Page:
(a) Agency heads shall complete on a periodic basis a comprehensive review of the agency's classification
guidance, particularly classification guides, to ensure the guidance reflects current circumstances and to
identify classified information that no longer requires protection and can be declassified. The initial
fundamental classification guidance review shall be completed within 2 years of the effective date of this
order.

(b) The classification guidance review shall include an evaluation of classified information to determine if it
meets the standards for classification under section 1.4 of this order, taking into account an up-to-date
assessment of likely damage as described under section 1.2 of this order.

(c) The classification guidance review shall include original classification authorities and agency subject
matter experts to ensure a broad range of perspectives.

(d) Agency heads shall provide a report summarizing the results of the classification guidance review to the
Director of the Information Security Oversight Office and shall release an unclassified version of this report
to the public.

PART 2 -- DERIVATIVE CLASSIFICATION

Sec. 2.1. Use of Derivative Classification. (a) Persons who reproduce, extract, or summarize classified
information, or who apply classification markings derived from source material or as directed by a
classification guide, need not possess original classification authority.

(b) Persons who apply derivative classification markings shall:


(1) be identified by name and position, or by personal identifier, in a manner that is immediately apparent for
each derivative classification action;

(2) observe and respect original classification decisions; and

(3) carry forward to any newly created documents the pertinent classification markings. For information
derivatively classified based on multiple sources, the derivative classifier shall carry forward:

(A) the date or event for declassification that corresponds to the longest period of classification among the
sources, or the marking established pursuant to section 1.6(a)(4)(D) of this order; and

(B) a listing of the source materials.

(c) Derivative classifiers shall, whenever practicable, use a classified addendum whenever classified
information constitutes a small portion of an otherwise unclassified document or prepare a product to allow
for dissemination at the lowest level of classification possible or in unclassified form.

Addendum - 6
USCA Case #12-5137 Document #1407460 Filed: 11/29/2012 Page 75 of 94

(d) Persons who apply derivative classification markings shall receive training in the proper application of the
derivative classification principles of the order, with an emphasis on avoiding over-classification, at least
once every 2 years. Derivative classifiers who do not receive such training at least once every 2 years shall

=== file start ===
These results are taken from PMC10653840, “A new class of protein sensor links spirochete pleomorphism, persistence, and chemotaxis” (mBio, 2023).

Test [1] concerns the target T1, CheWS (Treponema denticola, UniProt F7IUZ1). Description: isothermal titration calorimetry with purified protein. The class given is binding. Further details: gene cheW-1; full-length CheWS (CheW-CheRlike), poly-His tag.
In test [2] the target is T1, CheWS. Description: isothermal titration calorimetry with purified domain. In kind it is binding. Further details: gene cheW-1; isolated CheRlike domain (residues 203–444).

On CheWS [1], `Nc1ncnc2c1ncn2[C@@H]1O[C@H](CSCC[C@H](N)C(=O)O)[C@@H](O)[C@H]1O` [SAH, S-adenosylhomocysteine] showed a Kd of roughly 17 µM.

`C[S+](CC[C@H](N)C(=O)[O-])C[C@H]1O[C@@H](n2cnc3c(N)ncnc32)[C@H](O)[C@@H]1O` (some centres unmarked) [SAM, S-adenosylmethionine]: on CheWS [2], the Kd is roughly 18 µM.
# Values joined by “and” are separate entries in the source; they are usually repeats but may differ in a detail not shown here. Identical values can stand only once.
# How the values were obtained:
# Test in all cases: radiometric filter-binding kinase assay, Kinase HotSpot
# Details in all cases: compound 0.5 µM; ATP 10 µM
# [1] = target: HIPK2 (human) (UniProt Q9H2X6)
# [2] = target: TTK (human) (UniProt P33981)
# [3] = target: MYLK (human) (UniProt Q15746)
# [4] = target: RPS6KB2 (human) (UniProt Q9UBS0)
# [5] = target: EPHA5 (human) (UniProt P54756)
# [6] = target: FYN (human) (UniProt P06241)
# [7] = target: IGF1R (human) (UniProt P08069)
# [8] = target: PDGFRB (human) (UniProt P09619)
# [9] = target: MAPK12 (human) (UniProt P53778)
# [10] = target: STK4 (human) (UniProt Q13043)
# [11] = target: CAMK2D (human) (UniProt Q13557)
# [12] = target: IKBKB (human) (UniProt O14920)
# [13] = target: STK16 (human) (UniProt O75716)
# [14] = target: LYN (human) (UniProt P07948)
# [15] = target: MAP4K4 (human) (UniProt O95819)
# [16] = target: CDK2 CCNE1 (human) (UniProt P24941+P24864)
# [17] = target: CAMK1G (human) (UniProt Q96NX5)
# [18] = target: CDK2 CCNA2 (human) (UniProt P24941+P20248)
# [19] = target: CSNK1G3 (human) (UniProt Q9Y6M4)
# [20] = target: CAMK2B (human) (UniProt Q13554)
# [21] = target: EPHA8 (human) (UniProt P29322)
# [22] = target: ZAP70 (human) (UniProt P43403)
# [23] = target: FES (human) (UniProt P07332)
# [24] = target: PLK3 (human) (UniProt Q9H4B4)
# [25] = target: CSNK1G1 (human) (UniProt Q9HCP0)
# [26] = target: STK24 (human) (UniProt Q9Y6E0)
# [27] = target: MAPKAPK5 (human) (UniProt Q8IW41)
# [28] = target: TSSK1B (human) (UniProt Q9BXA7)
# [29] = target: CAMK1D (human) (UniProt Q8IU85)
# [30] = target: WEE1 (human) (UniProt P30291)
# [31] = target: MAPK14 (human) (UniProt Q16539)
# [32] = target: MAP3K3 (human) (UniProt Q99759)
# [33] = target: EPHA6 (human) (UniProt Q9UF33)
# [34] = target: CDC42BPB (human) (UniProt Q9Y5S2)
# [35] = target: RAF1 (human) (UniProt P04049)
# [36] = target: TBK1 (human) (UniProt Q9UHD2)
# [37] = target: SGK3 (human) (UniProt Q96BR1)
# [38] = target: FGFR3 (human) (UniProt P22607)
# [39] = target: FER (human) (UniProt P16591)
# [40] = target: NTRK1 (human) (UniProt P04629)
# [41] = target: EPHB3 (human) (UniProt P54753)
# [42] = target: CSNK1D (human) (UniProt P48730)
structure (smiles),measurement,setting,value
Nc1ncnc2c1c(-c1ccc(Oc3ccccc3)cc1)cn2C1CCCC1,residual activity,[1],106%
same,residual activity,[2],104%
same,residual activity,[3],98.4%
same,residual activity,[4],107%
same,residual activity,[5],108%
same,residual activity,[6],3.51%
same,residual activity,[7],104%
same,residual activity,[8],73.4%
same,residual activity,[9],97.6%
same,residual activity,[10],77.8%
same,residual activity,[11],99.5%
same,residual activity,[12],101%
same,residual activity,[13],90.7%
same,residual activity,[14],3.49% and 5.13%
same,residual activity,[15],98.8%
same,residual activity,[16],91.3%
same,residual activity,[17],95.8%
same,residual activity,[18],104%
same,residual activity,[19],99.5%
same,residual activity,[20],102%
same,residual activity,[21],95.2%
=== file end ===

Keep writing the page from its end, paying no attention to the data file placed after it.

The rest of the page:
have their authority to apply derivative classification markings suspended until they have received such
training. A waiver may be granted by the agency head, the deputy agency head, or the senior agency official
if an individual is unable to receive such training due to unavoidable circumstances. Whenever a waiver is
granted, the individual shall receive such training as soon as practicable.

Sec. 2.2. Classification Guides. (a) Agencies with original classification authority shall prepare classification
guides to facilitate the proper and uniform derivative classification of information. These guides shall
conform to standards contained in directives issued under this order.

(b) Each guide shall be approved personally and in writing by an official who:

(1) has program or supervisory responsibility over the information or is the senior agency official; and

(2) is authorized to classify information originally at the highest level of classification prescribed in the guide.

(c) Agencies shall establish procedures to ensure that classification guides are reviewed and updated as
provided in directives issued under this order.

(d) Agencies shall incorporate original classification decisions into classification guides on a timely basis and
in accordance with directives issued under this order.

(e) Agencies may incorporate exemptions from automatic declassification approved pursuant to section
3.3(j) of this order into classification guides, provided that the Panel is notified of the intent to take such
action for specific information in advance of approval and the information remains in active use.

(f) The duration of classification of a document classified by a derivative classifier using a classification guide
shall not exceed 25 years from the date of the origin of the document, except for:

(1) information that should clearly and demonstrably be expected to reveal the identity of a confidential
human source or a human intelligence source or key design concepts of weapons of mass destruction; and

(2) specific information incorporated into classification guides in accordance with section 2.2(e) of this order.

PART 3 -- DECLASSIFICATION AND DOWNGRADING

Sec. 3.1. Authority for Declassification. (a) Information shall be declassified as soon as it no longer meets
the standards for classification under this order.

(b) Information shall be declassified or downgraded by:

(1) the official who authorized the original classification, if that official is still serving in the same position and
has original classification authority;

(2) the originator's current successor in function, if that individual has original classification authority;